29-Oct-2003 -- During a visit to Australia, I spent a week in my birthplace of Adelaide, where I had the pleasure of staying in the magnificent 120-year-old heritage-listed house 'Ben Nevis', owned by my mother's cousin Peter Rust and his wife Erica. Peter expressed an interest in the Degree Confluence Project, so we decided to visit the closest confluence together, even though it had been visited twice before.
Ben Nevis is in Stirling in the Adelaide hills, 26 kilometres due west of the confluence. We left shortly before 9 a.m. Peter drove us east along the South Eastern Freeway, took the Nairne exit at Littlehampton, followed the Princes Highway east for about 10 kilometres through Nairne and Dawesley, then turned left towards Harrogate. After travelling north along the Harrogate road for about five minutes, we came upon the intersection with Military Road, and turned right into the gravel road. A couple of minutes down Military Road we reached a turn-off on our left to Acusa Park. The confluence was now just 700 metres east. We took the Acusa Park turn-off, and parked the car where the road came to within 145 metres of the confluence.
On the right side of the road we saw a large expanse of purple flowers called Salvation Jane (a.k.a. Patterson's Curse). Although very pretty, Salvation Jane is actually a deadly weed, and there was a report in that morning's newspaper blaming it for the deaths of 26 horses in Canberra. Neither cattle nor horses will eat Salvation Jane by preference, however farmers have to be careful to keep them away from it when there is no other feed available, especially during the period between budding and flowering when it is most poisonous.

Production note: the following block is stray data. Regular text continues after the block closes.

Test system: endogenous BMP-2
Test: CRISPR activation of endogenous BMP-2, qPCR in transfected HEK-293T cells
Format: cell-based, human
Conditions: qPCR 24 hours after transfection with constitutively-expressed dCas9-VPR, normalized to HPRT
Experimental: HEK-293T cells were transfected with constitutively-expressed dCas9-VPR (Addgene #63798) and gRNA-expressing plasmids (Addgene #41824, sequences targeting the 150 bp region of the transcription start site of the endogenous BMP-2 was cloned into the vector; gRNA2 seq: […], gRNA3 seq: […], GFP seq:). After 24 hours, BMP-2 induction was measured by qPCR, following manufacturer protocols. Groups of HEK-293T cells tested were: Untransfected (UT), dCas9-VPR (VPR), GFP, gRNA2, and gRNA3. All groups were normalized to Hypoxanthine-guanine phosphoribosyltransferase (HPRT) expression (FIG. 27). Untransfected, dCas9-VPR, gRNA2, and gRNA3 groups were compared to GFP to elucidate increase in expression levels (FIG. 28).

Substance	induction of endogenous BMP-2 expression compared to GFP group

The confluence is located to the left of the road, which required us to first scale an electric fence. We then used the GPS to pinpoint the confluence in a field of shoulder-high oats. Photos were taken looking north, south (where a line of trees marks the road), east and west.
Afterwards, we drove down to the farmhouse roughly half a kilometre north of the confluence, where we met Michael Byrnes and his father Donald, who gave us a warm welcome. Michael and Shelly Byrnes have owned the 540-acre property on which the confluence is situated since 1989. They have 20 acres of oats, such as those growing at the confluence point, which they use as feed for their 100 head of breeding cattle.